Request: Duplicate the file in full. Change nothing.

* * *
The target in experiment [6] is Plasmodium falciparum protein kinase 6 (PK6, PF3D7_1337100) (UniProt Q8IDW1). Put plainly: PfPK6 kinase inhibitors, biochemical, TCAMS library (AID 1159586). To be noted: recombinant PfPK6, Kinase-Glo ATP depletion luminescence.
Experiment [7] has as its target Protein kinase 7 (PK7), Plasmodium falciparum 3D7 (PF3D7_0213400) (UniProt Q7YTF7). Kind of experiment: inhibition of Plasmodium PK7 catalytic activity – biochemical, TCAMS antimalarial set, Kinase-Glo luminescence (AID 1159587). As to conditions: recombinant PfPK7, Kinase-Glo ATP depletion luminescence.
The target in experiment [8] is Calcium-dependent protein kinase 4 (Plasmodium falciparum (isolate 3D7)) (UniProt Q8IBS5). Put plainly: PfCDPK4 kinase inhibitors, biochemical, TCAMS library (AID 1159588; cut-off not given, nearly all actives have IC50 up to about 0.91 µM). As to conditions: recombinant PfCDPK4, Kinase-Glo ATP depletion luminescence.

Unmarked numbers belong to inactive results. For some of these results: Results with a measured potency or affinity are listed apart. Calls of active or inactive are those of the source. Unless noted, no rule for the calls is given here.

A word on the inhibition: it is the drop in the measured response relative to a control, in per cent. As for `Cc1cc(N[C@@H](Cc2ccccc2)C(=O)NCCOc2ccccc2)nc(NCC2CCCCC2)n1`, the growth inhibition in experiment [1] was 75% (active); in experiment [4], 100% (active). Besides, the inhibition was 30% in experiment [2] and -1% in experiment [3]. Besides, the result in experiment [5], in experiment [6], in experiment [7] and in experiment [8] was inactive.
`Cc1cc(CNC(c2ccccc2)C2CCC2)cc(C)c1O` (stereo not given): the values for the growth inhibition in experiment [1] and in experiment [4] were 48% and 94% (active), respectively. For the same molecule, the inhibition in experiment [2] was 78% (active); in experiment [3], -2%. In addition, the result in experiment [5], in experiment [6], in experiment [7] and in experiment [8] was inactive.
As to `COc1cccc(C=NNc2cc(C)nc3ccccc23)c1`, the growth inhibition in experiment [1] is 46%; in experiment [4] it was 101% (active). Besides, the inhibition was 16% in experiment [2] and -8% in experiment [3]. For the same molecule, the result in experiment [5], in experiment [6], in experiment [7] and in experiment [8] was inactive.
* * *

The target in experiment [6] is Plasmodium falciparum protein kinase 6 (PK6, PF3D7_1337100) (UniProt Q8IDW1). Put plainly: PfPK6 kinase inhibitors, biochemical, TCAMS library (AID 1159586). To be noted: recombinant PfPK6, Kinase-Glo ATP depletion luminescence.
Experiment [7] has as its target Protein kinase 7 (PK7), Plasmodium falciparum 3D7 (PF3D7_0213400) (UniProt Q7YTF7). Kind of experiment: inhibition of Plasmodium PK7 catalytic activity – biochemical, TCAMS antimalarial set, Kinase-Glo luminescence (AID 1159587). As to conditions: recombinant PfPK7, Kinase-Glo ATP depletion luminescence.
The target in experiment [8] is Calcium-dependent protein kinase 4 (Plasmodium falciparum (isolate 3D7)) (UniProt Q8IBS5). Put plainly: PfCDPK4 kinase inhibitors, biochemical, TCAMS library (AID 1159588; cut-off not given, nearly all actives have IC50 up to about 0.91 µM). As to conditions: recombinant PfCDPK4, Kinase-Glo ATP depletion luminescence.

Unmarked numbers belong to inactive results. For some of these results: Results with a measured potency or affinity are listed apart. Calls of active or inactive are those of the source. Unless noted, no rule for the calls is given here.

A word on the inhibition: it is the drop in the measured response relative to a control, in per cent. As for `Cc1cc(N[C@@H](Cc2ccccc2)C(=O)NCCOc2ccccc2)nc(NCC2CCCCC2)n1`, the growth inhibition in experiment [1] was 75% (active); in experiment [4], 100% (active). Besides, the inhibition was 30% in experiment [2] and -1% in experiment [3]. Besides, the result in experiment [5], in experiment [6], in experiment [7] and in experiment [8] was inactive.
`Cc1cc(CNC(c2ccccc2)C2CCC2)cc(C)c1O` (stereo not given): the values for the growth inhibition in experiment [1] and in experiment [4] were 48% and 94% (active), respectively. For the same molecule, the inhibition in experiment [2] was 78% (active); in experiment [3], -2%. In addition, the result in experiment [5], in experiment [6], in experiment [7] and in experiment [8] was inactive.
As to `COc1cccc(C=NNc2cc(C)nc3ccccc23)c1`, the growth inhibition in experiment [1] is 46%; in experiment [4] it was 101% (active). Besides, the inhibition was 16% in experiment [2] and -8% in experiment [3]. For the same molecule, the result in experiment [5], in experiment [6], in experiment [7] and in experiment [8] was inactive.